Unidirectional Photoreceptor-to-Muller Glia Coupling and Unique K+ Channel Expression in Caiman Retina

Institut de la Vision, France
PLoS ONE (Impact Factor: 3.23). 05/2014; 9(5):e97155. DOI: 10.1371/journal.pone.0097155
Source: PubMed


Müller cells, the principal glial cells of the vertebrate retina, are fundamental for the maintenance and function of neuronal cells. In most vertebrates, including humans, Müller cells abundantly express Kir4.1 inwardly rectifying potassium channels responsible for hyperpolarized membrane potential and for various vital functions such as potassium buffering and glutamate clearance; inter-species differences in Kir4.1 expression were, however, observed. Localization and function of potassium channels in Müller cells from the retina of crocodiles remain, hitherto, unknown.
We studied retinae of the Spectacled caiman (Caiman crocodilus fuscus), endowed with both diurnal and nocturnal vision, by (i) immunohistochemistry, (ii) whole-cell voltage-clamp, and (iii) fluorescent dye tracing to investigate K+ channel distribution and glia-to-neuron communications.
Immunohistochemistry revealed that caiman Müller cells, similarly to other vertebrates, express vimentin, GFAP, S100β, and glutamine synthetase. In contrast, Kir4.1 channel protein was not found in Müller cells but was localized in photoreceptor cells. Instead, 2P-domain TASK-1 channels were expressed in Müller cells. Electrophysiological properties of enzymatically dissociated Müller cells without photoreceptors and isolated Müller cells with adhering photoreceptors were significantly different. This suggests ion coupling between Müller cells and photoreceptors in the caiman retina. Sulforhodamine-B injected into cones permeated to adhering Müller cells thus revealing a uni-directional dye coupling.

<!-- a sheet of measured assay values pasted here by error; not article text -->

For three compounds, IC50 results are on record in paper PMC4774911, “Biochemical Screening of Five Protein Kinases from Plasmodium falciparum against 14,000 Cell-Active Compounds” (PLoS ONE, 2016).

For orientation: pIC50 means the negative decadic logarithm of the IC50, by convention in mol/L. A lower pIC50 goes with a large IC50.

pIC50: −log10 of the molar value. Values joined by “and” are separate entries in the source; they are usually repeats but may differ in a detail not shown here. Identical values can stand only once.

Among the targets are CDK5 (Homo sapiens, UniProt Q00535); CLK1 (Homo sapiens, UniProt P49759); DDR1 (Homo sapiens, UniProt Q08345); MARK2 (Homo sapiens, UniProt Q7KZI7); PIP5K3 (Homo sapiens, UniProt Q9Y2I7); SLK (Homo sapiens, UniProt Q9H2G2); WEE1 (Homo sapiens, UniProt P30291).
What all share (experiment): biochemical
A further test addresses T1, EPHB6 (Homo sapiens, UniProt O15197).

Our data indicate that caiman Müller glial cells are unique among vertebrates studied so far by predominantly expressing TASK-1 rather than Kir4.1 K+ channels and by bi-directional ion and uni-directional dye coupling to photoreceptor cells. This coupling may play an important role in specific glia-neuron signaling pathways and in a new type of K+ buffering.

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